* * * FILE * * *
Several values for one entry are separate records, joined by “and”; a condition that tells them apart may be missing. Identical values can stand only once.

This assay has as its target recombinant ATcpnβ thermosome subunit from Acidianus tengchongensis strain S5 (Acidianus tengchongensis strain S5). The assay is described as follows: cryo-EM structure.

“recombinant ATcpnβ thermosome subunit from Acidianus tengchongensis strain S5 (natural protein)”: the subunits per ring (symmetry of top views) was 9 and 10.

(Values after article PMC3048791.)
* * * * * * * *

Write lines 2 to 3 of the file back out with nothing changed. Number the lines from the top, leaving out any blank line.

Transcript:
This assay has as its target recombinant ATcpnβ thermosome subunit from Acidianus tengchongensis strain S5 (Acidianus tengchongensis strain S5). The assay is described as follows: cryo-EM structure.

“recombinant ATcpnβ thermosome subunit from Acidianus tengchongensis strain S5 (natural protein)”: the subunits per ring (symmetry of top views) was 9 and 10.